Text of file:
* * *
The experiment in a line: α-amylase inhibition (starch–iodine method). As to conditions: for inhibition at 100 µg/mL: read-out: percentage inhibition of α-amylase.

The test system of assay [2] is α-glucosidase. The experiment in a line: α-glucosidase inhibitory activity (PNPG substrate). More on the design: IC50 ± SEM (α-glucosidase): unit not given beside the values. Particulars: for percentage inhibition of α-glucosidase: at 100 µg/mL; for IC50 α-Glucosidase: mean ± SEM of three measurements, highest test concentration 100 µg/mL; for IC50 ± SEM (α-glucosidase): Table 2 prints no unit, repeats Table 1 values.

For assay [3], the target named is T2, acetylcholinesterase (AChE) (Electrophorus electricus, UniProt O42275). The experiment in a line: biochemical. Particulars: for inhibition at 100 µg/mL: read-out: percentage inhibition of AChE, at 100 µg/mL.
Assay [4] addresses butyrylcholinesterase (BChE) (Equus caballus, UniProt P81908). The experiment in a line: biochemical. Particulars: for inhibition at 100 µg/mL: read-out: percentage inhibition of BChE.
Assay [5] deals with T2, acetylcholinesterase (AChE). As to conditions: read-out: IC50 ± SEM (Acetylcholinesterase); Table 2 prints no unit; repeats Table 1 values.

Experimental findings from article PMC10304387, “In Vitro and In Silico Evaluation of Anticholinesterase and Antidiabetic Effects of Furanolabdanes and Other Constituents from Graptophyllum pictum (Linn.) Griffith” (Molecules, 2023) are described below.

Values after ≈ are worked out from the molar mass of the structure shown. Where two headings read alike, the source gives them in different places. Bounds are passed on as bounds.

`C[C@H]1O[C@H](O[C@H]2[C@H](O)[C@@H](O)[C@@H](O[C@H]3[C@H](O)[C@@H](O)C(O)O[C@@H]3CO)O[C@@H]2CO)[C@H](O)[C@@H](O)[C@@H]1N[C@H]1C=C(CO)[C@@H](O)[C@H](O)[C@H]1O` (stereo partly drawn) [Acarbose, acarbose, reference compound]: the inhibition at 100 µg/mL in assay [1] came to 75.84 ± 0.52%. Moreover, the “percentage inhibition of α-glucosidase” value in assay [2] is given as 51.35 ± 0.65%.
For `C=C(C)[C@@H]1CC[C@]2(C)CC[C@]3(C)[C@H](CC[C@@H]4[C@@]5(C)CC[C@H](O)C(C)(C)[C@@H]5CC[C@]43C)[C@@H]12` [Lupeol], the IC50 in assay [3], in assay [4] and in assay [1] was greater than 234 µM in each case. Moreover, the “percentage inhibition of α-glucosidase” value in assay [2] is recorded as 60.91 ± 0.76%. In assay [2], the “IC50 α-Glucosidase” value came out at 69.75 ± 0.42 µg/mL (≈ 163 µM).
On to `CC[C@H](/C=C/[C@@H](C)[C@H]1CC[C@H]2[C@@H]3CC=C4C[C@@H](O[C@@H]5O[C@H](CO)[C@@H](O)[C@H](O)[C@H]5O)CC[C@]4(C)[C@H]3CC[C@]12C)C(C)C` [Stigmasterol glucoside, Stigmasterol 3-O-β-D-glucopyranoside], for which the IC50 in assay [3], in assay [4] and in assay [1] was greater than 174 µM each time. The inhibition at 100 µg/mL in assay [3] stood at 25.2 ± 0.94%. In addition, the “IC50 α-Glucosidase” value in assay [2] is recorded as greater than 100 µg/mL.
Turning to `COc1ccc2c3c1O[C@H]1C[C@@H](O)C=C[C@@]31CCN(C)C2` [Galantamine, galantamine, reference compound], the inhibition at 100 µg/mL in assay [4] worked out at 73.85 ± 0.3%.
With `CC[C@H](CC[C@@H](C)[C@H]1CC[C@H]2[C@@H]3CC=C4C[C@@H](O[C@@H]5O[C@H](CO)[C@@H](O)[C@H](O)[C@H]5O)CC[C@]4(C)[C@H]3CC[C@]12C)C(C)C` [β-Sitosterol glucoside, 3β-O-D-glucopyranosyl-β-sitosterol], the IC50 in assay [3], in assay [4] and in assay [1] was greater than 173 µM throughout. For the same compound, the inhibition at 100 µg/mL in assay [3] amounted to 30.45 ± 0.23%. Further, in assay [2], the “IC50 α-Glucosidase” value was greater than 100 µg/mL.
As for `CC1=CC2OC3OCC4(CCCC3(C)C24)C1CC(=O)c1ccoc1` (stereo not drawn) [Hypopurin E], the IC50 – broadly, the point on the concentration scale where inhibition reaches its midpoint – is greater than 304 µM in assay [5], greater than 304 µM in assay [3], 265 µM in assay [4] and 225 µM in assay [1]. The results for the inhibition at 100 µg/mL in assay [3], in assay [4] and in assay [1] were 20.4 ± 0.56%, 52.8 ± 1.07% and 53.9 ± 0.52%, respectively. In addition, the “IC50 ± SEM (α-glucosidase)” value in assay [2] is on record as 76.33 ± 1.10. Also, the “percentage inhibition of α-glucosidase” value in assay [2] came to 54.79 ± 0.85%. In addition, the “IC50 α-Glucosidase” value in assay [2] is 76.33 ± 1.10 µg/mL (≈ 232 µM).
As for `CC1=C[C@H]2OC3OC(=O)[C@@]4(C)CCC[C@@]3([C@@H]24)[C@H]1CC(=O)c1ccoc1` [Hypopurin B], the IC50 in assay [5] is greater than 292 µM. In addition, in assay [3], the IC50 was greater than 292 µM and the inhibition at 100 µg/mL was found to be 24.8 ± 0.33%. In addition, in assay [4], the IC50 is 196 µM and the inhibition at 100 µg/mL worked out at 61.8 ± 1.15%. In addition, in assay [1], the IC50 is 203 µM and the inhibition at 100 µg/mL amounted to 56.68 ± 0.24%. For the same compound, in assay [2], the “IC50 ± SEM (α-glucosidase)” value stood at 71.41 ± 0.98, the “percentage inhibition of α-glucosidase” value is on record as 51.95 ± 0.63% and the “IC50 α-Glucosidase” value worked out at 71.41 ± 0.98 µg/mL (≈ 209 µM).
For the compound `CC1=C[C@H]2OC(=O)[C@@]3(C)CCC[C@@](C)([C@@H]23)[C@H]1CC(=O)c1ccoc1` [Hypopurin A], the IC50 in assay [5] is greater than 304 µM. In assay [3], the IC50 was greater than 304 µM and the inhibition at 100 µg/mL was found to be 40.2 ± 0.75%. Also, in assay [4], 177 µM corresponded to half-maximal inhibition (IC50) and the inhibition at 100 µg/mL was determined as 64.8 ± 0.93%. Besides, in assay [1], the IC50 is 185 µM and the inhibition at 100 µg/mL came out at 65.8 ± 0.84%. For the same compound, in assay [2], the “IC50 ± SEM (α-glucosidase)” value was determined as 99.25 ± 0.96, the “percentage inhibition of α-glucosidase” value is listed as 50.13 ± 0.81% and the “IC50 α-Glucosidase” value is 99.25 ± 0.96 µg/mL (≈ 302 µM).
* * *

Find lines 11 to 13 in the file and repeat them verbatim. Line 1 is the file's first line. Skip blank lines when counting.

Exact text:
Turning to `COc1ccc2c3c1O[C@H]1C[C@@H](O)C=C[C@@]31CCN(C)C2` [Galantamine, galantamine, reference compound], the inhibition at 100 µg/mL in assay [4] worked out at 73.85 ± 0.3%.
With `CC[C@H](CC[C@@H](C)[C@H]1CC[C@H]2[C@@H]3CC=C4C[C@@H](O[C@@H]5O[C@H](CO)[C@@H](O)[C@H](O)[C@H]5O)CC[C@]4(C)[C@H]3CC[C@]12C)C(C)C` [β-Sitosterol glucoside, 3β-O-D-glucopyranosyl-β-sitosterol], the IC50 in assay [3], in assay [4] and in assay [1] was greater than 173 µM throughout. For the same compound, the inhibition at 100 µg/mL in assay [3] amounted to 30.45 ± 0.23%. Further, in assay [2], the “IC50 α-Glucosidase” value was greater than 100 µg/mL.
As for `CC1=CC2OC3OCC4(CCCC3(C)C24)C1CC(=O)c1ccoc1` (stereo not drawn) [Hypopurin E], the IC50 – broadly, the point on the concentration scale where inhibition reaches its midpoint – is greater than 304 µM in assay [5], greater than 304 µM in assay [3], 265 µM in assay [4] and 225 µM in assay [1]. The results for the inhibition at 100 µg/mL in assay [3], in assay [4] and in assay [1] were 20.4 ± 0.56%, 52.8 ± 1.07% and 53.9 ± 0.52%, respectively. In addition, the “IC50 ± SEM (α-glucosidase)” value in assay [2] is on record as 76.33 ± 1.10. Also, the “percentage inhibition of α-glucosidase” value in assay [2] came to 54.79 ± 0.85%. In addition, the “IC50 α-Glucosidase” value in assay [2] is 76.33 ± 1.10 µg/mL (≈ 232 µM).